TRANSCRIPT - DOORSTOP - CANBERRA - Thursday, 25 July 2019

25 July 2019

SENATOR THE HON KRISTINA KENEALLY
DEPUTY LABOR LEADER IN THE SENATE
SHADOW MINISTER FOR HOME AFFAIRS
SHADOW MINISTER FOR IMMIGRATION AND CITIZENSHIP
SENATOR FOR NEW SOUTH WALES
 
E&OE TRANSCRIPT
DOORSTOP
PARLIAMENT HOUSE, CANBERRA
THURSDAY, 25 JULY 2019
 
SUBJECTS: Public service, the Government’s lack of vision for Australia, four year terms
 
JOURNALIST: Do you think there will be a bloodbath in the public service? Do you think these reports in The Australian today that the Government may look at cuts?
 
KRISTINA KENEALLY, DEPUTY LABOR LEADER IN THE SENATE AND SHADOW MINISTER FOR HOME AFFAIRS: Well, the Government should release the Thodey review – put out there the review that has been done into the public service and make available to the Parliament and the Australian people what that review says. You know this Government has been slashing public services; it has been slashing frontline services. And, quite frankly, they don't have a leg to stand on, when it comes to talking about the value of the public service. Nonetheless, they should put out the Thodey review so that people can see what that review says.
 
JOURNALIST: Do you think there is some dead weight in the public service that could be tightened up?
 
KENEALLY: What I know is this Government doesn't like the public service. They are continually looking for ways to attack it. They don't value the work that our public servants do. And quite frankly, I'm concerned that this Government will see this as just an ideological opportunity to wage war on the people work very hard to ensure that our Government works, our Parliament works, and that Australians can get the health, the education and all the other services, they rely on.
 
JOURNALIST: The suggestion of amalgamating Government Departments, should Department chiefs be perhaps polishing their CVs, do you think?
 
KENEALLY: You know what I think's going on here? I think this is a government without a legislative agenda. This is a government that has nothing else to do. So what do they do they turn to talking about administrative arrangements within the public service. Where is their answer to stagnant wages? Where is their answer to a sluggish economy? They've got the Reserve Bank right now calling on them to take action and what are they doing? They're talking about reorganising some Departments. That is not a vision for Australia. That is a Government that's run out of steam just a few weeks into its third term and has nothing to say.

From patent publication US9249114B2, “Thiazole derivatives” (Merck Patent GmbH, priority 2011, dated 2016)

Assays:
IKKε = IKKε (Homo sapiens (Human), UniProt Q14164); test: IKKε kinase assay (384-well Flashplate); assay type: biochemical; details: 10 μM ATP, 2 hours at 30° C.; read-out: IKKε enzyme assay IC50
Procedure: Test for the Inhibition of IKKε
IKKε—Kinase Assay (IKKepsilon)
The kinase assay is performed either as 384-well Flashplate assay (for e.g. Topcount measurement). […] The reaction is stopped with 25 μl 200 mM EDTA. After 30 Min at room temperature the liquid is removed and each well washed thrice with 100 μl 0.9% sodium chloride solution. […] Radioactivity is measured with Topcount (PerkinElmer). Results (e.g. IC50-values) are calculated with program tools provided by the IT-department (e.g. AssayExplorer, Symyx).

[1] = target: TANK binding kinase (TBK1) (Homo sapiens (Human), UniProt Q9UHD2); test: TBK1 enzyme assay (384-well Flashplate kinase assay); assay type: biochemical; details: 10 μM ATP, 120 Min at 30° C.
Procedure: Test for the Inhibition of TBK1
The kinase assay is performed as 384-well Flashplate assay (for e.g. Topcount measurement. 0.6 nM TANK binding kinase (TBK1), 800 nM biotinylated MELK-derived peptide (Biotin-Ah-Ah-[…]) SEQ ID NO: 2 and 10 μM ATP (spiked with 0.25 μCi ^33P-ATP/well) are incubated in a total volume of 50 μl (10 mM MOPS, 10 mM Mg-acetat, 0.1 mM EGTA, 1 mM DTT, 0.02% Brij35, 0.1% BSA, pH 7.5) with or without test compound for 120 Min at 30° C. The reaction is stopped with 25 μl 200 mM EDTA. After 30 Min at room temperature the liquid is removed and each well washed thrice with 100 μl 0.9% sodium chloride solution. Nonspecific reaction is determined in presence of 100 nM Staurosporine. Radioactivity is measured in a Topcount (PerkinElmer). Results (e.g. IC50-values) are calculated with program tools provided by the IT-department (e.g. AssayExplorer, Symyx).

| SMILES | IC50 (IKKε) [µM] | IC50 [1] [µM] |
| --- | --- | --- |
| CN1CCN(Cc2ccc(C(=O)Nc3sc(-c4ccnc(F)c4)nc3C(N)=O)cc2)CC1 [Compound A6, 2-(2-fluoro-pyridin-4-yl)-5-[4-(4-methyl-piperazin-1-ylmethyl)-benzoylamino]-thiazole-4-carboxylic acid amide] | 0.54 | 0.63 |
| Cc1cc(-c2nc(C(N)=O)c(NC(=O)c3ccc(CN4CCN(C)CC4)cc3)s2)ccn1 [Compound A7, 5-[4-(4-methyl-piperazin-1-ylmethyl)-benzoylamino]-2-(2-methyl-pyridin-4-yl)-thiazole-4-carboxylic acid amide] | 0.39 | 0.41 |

JOURNALIST: How concerning do you think it is, Martin Parkinson's comments, that living standards could fall dramatically in Australia in the future?
 
KENEALLY: Well Dr Parkinson has belled the cat on the poor economic management of this Coalition Government and he's not alone. We've got the Reserve Bank putting these calls out there, we've got the business community. People sitting home know that their wages are flat lining, their bills are going up and they've got a Government that seems intent on cutting penalty rates, cutting public services, cutting health and education, making it harder for ordinary Australians to go about their daily lives, pay their bills and raise their families. Take energy, everyone knows the cost of energy is going up. This Government's had 13 plans on electricity. They have failed to do anything over six years to arrest rising electrical prices and yet, here they are, what's their big idea today? They're going to reorganise some Departments internally within the public service. That is not an answer. That is just a machinery of government thing you do administratively. Administrating the public service, that's not a big vision. Where's the big vision from this Government?

JOURNALIST: What do you think about the idea of four year terms in Australia rather than three?
 
KENEALLY: This is a matter the Parliament can consider through its usual processes. Some state governments have four year terms. The Federal government has three. I don't have particular ideological view on that. That's something that can be considered through the usual committee processes here in the Parliament. Thank you.
 
ENDS